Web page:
In the context of computing and software, a Trojan horse, or simply trojan, is a piece of software which appears to perform a certain action but in fact performs another such as a computer virus.
Contrary to popular belief, this action, usually encoded in a hidden payload, may or may not be actually malicious, but Trojan horses are notorious today for their use in the installation of backdoor programs.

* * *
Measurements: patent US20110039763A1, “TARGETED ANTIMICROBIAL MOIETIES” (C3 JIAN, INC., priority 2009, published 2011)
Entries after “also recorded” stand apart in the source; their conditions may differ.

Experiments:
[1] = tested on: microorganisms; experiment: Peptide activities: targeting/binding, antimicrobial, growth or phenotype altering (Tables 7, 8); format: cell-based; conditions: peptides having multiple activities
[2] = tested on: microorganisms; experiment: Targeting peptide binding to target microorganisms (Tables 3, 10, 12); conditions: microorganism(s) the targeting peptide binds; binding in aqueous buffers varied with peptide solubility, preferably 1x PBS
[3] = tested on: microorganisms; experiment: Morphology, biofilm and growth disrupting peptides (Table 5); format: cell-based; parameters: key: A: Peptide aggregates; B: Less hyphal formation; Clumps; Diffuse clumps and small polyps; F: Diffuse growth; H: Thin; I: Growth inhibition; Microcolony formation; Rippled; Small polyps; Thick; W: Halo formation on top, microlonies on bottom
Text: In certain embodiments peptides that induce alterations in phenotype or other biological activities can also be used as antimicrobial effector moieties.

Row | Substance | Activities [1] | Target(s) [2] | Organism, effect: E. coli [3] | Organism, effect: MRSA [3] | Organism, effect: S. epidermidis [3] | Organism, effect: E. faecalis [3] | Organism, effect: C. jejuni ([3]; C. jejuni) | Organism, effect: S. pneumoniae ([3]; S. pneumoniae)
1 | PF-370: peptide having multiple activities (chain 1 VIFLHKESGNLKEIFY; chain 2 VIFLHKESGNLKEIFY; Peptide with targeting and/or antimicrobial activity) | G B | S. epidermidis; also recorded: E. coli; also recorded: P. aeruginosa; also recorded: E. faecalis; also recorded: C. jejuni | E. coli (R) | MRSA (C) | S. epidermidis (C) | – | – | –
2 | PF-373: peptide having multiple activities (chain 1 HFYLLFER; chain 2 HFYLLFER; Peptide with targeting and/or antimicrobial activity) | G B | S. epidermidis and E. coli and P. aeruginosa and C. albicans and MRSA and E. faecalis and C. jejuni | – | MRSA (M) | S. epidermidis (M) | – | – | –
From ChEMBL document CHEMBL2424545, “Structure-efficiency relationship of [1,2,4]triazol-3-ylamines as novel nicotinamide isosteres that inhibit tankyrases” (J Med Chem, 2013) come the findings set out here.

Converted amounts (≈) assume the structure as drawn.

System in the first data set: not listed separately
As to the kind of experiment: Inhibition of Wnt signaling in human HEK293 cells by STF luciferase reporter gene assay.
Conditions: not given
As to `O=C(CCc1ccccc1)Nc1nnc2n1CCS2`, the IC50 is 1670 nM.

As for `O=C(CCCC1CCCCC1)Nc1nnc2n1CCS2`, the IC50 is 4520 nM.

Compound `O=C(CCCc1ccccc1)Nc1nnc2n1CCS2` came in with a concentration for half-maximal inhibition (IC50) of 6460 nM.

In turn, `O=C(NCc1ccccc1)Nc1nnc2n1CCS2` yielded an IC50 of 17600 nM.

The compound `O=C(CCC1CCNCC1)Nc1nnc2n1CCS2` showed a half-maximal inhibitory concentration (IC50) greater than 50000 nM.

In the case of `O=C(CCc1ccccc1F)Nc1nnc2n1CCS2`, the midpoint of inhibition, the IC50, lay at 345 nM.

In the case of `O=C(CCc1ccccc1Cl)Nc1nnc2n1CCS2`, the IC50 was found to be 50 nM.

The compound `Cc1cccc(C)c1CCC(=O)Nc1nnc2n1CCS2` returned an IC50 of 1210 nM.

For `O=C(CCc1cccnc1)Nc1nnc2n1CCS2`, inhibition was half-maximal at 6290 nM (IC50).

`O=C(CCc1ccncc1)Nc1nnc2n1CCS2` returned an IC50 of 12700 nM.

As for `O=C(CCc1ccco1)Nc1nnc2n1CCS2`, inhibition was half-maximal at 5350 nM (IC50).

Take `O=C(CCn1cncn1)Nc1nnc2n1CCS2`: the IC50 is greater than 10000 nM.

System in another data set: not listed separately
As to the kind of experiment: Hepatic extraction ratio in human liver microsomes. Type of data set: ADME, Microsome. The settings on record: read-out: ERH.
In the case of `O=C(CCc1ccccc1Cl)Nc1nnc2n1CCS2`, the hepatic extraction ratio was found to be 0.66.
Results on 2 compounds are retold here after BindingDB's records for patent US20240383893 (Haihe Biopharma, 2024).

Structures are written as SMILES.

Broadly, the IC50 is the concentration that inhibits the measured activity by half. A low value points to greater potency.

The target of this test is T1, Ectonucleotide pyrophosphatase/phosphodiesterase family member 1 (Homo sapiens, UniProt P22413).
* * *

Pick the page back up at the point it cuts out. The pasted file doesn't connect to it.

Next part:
Simply put, a Trojan horse is not a computer virus in most cases. Unlike such malware, it does not propagate by self-replication but relies heavily on the exploitation of an end-user (see Social engineering).
It is instead a categorical attribute which can encompass many different forms of codes. Therefore, a computer worm or virus may be a Trojan horse.
The term is derived from the classical myth of the Trojan Horse.
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